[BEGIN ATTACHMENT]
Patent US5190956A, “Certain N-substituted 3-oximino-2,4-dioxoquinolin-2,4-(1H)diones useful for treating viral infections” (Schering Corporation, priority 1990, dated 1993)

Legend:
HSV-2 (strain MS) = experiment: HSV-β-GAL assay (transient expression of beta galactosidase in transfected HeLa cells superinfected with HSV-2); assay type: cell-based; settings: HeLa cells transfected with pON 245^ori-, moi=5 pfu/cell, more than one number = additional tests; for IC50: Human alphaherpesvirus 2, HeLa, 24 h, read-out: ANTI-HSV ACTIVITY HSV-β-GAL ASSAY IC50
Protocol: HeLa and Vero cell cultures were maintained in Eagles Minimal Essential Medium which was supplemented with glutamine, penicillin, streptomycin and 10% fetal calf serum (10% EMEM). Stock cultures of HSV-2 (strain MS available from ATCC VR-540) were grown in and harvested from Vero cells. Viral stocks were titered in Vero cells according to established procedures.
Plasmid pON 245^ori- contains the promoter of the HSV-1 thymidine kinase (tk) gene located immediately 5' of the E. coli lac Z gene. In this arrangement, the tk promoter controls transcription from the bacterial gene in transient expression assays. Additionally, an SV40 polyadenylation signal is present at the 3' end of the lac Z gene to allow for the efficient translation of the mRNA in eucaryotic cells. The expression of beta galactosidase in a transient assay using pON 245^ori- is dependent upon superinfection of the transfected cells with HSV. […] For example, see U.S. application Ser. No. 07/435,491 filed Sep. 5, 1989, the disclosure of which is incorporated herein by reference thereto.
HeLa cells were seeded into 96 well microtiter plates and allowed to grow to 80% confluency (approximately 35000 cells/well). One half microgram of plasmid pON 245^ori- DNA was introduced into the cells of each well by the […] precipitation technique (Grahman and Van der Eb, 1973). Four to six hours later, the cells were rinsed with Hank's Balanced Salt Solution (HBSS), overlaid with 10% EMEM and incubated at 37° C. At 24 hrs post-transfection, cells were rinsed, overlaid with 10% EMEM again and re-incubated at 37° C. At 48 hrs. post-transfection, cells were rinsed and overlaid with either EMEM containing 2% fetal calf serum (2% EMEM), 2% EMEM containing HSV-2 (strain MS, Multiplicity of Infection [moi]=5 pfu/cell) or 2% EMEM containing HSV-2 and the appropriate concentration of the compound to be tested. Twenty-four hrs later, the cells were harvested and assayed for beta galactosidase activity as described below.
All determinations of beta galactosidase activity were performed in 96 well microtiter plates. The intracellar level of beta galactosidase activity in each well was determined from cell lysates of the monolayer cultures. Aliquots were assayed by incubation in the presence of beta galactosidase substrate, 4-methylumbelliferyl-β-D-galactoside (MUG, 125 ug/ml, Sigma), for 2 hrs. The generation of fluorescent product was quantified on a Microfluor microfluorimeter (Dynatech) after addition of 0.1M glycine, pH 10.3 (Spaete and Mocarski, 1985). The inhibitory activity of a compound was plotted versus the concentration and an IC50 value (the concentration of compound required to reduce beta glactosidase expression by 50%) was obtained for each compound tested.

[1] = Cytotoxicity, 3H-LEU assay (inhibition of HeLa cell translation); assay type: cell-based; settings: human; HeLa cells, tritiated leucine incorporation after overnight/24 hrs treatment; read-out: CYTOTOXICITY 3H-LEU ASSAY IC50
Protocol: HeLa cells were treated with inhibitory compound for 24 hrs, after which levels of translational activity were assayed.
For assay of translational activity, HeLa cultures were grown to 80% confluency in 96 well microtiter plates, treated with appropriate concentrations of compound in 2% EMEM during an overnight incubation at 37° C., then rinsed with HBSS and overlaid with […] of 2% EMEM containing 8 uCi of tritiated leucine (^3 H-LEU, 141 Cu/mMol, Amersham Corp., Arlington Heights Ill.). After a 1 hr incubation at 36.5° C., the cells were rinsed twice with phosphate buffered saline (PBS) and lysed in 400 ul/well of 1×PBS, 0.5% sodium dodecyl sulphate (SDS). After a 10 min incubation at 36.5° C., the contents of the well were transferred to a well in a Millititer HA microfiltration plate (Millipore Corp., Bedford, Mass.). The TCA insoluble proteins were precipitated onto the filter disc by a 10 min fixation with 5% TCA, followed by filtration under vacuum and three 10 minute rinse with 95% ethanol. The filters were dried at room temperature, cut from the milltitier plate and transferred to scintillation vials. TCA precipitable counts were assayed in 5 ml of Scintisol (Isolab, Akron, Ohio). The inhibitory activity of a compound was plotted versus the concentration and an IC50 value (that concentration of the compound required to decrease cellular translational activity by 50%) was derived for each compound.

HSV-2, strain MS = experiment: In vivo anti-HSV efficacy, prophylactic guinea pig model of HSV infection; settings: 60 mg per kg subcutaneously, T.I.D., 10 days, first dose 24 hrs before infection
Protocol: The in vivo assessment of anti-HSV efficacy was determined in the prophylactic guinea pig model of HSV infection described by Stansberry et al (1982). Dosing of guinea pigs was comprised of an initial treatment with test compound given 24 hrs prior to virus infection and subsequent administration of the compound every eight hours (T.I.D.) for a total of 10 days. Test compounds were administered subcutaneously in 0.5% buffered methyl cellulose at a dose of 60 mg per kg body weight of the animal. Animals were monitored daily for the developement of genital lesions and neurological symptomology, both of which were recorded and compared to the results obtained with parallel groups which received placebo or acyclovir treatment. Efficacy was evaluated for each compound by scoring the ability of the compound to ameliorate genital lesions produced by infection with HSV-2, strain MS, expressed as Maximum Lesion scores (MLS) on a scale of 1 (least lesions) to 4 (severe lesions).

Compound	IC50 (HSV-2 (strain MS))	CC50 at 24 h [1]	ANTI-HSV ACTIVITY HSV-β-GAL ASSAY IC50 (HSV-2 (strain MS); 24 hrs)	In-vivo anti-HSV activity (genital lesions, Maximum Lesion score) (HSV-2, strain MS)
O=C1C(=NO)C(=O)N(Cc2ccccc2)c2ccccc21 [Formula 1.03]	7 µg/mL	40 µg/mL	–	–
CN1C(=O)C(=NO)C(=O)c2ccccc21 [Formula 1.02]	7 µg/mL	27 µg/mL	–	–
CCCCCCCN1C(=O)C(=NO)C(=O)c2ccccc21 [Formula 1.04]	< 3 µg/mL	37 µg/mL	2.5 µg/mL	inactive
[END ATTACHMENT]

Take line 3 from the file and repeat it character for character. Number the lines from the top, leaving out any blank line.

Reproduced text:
HSV-2 (strain MS) = experiment: HSV-β-GAL assay (transient expression of beta galactosidase in transfected HeLa cells superinfected with HSV-2); assay type: cell-based; settings: HeLa cells transfected with pON 245^ori-, moi=5 pfu/cell, more than one number = additional tests; for IC50: Human alphaherpesvirus 2, HeLa, 24 h, read-out: ANTI-HSV ACTIVITY HSV-β-GAL ASSAY IC50